The Dutchman, who developed his talents at the similar Ajax academy, scored 145 goals in 308 games for Barça from 1998-2004. He returned in his new role in July 2019.
“When you talk about La Masia, it’s a holy ground, a holy youth department and we try to maximize everything possible to be the best in the world,” he said. “Of course when you see the history and the players FC Barcelona developed, you can say La Masia is an amazing youth system.
“We’re trying to be the first in innovation. I think we are ahead of a lot of big clubs and we’re trying to continue that philosophy.”
FC Barcelona has also instilled a philosophy of focusing on more than just sports. Introduced in October 2016, Masia 360 is an all-encompassing support system and program geared toward the 641 athletes in the youth academy, the coaching staff and families.
Athletes aren’t only supported on the field or court, they are also supported off it through a network of 17 tutors, 17 teachers and five psychologists. All La Masia athletes are provided emotional education, academic education, psychological care and retirement guidance. When athletes reach 16 years old, they are taught public speaking for press conferences and interviews, how to develop relationships with the media, finances and how to develop one’s personal brand.
Athletes’ families attend educational workshops regarding technology and social media, nutrition, time management and expectations they can share and understand with their child.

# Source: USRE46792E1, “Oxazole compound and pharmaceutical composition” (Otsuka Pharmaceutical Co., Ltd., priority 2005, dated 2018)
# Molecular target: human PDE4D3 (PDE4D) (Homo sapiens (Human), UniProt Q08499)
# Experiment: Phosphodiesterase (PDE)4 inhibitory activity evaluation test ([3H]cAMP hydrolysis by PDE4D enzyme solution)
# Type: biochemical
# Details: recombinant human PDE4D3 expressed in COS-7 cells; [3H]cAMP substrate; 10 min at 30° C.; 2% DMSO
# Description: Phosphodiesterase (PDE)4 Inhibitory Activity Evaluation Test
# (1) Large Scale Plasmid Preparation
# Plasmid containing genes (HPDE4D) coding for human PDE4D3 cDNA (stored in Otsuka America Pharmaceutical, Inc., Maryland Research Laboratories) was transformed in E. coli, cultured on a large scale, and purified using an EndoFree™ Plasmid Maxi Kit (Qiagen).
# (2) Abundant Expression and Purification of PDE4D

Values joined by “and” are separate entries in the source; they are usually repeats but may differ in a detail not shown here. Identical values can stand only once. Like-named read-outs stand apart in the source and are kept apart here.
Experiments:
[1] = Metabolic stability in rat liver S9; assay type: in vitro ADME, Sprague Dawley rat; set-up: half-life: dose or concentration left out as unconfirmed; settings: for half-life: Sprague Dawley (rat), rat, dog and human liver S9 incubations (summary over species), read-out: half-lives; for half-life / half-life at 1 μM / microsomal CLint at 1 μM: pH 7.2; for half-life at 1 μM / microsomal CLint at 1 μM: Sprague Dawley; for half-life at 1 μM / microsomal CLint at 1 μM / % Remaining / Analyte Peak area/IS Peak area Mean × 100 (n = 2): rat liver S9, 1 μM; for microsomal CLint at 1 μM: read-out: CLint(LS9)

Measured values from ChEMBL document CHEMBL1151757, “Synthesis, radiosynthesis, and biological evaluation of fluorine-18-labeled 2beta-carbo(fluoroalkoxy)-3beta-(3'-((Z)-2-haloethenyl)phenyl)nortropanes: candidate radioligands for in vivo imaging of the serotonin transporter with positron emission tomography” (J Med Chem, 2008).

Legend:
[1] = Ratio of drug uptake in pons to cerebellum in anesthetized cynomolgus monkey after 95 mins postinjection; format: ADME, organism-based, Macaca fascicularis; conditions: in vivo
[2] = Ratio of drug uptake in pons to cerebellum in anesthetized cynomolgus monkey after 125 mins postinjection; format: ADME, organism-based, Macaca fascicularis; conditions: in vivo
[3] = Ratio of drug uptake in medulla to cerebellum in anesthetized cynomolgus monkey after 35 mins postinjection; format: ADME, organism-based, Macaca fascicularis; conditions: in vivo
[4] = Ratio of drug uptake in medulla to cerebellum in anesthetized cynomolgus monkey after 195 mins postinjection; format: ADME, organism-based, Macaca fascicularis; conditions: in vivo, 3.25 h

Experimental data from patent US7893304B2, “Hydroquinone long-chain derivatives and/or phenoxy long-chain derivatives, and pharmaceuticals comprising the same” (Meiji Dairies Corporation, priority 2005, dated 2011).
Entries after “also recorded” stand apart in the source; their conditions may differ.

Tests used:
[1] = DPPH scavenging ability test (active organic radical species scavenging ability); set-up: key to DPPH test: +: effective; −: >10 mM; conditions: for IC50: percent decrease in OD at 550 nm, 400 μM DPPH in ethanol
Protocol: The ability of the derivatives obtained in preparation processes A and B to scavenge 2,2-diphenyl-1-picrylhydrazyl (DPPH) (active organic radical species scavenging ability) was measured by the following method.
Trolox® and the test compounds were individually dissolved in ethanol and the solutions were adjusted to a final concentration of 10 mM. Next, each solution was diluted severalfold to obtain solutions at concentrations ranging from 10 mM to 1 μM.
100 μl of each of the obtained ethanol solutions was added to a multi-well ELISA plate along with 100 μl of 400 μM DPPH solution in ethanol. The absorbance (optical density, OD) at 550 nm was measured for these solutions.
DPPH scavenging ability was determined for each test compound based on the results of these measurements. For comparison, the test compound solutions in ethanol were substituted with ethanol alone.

La Masia might have opened as Spain’s first soccer residence, but today it is a school for both life and sport.
“Personal growth is just as important as professional growth for our young players,” Vilajoana said. “We also don’t know what will happen in the future with a young athlete—maybe there’s an injury or they won’t reach the first team, so we have a responsibility to prepare them for life, whether it’s in sports or not.”
La Masia is certainly synonymous with soccer, but the youth system also includes four other sports. Out of the club’s 641 youth athletes, 348 are soccer players, 103 play handball, 78 basketball, 62 futsal and 50 roller hockey. Of La Masia’s 73 residents, 52 play soccer, 13 basketball, four handball, three futsal and one roller hockey.
As it has countless times before, La Masia has evolved with the times while remaining fidels a la nostra historia (true to our history), a slogan that was on 40th anniversary shirts worn by all 50 FC Barcelona teams competing this weekend.
The club’s youth system appears poised for another major change with the potential addition of female athletes residing on the grounds, a proposal set to be presented to the board in the next month by Vilajoana.
FC Barcelona’s women’s team, initially known as CF Barcelona, was founded in 1988. The team was officially incorporated into the club and rebranded as FC Barcelona Femení in 2002, and turned professional in 2015.
The club has expressed its intention to emulate its men’s side in both promotion and success. FC Barcelona Femení, which advanced to the 2019 UEFA Women’s Champions League Final, has won 19 trophies since its inception.
“We play the same way whether it’s the women’s team or men’s team,” Vilajoana said. “Currently there are no female residents at La Masia. If we want to grow our women’s team, we have to change that.”